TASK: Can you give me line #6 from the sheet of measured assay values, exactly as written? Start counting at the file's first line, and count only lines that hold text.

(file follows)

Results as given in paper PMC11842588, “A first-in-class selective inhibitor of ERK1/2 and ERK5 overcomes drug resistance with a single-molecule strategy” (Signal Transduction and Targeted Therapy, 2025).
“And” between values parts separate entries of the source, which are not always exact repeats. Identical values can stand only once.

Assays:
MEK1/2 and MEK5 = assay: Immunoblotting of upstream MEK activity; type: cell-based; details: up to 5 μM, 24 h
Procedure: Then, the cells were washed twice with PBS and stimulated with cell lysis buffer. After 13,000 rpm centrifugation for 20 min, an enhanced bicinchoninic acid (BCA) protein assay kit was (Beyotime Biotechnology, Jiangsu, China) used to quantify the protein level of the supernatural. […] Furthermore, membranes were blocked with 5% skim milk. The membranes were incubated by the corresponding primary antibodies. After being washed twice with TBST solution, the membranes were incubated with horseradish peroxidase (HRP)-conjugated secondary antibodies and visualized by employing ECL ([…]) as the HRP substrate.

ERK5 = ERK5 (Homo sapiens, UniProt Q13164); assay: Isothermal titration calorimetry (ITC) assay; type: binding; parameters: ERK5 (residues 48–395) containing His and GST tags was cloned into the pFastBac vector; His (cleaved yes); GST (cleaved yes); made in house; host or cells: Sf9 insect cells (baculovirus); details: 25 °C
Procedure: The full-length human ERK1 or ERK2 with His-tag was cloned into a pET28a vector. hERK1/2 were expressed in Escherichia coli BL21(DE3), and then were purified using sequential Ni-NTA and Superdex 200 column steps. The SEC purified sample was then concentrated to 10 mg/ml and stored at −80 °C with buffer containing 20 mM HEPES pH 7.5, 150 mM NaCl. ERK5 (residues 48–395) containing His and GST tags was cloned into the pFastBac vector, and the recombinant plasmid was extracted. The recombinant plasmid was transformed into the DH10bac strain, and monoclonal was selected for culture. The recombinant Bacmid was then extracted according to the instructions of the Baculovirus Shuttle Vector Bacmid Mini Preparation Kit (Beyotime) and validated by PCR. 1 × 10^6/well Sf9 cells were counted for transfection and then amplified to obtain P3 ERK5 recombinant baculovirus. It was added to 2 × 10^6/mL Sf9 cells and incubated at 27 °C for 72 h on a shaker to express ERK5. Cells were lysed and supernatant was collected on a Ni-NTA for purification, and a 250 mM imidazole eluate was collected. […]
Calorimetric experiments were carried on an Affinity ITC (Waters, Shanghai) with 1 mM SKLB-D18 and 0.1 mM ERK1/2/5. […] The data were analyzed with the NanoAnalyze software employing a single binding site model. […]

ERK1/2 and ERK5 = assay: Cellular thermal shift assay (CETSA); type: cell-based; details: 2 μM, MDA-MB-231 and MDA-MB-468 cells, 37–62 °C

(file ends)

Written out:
ERK5 = ERK5 (Homo sapiens, UniProt Q13164); assay: Isothermal titration calorimetry (ITC) assay; type: binding; parameters: ERK5 (residues 48–395) containing His and GST tags was cloned into the pFastBac vector; His (cleaved yes); GST (cleaved yes); made in house; host or cells: Sf9 insect cells (baculovirus); details: 25 °C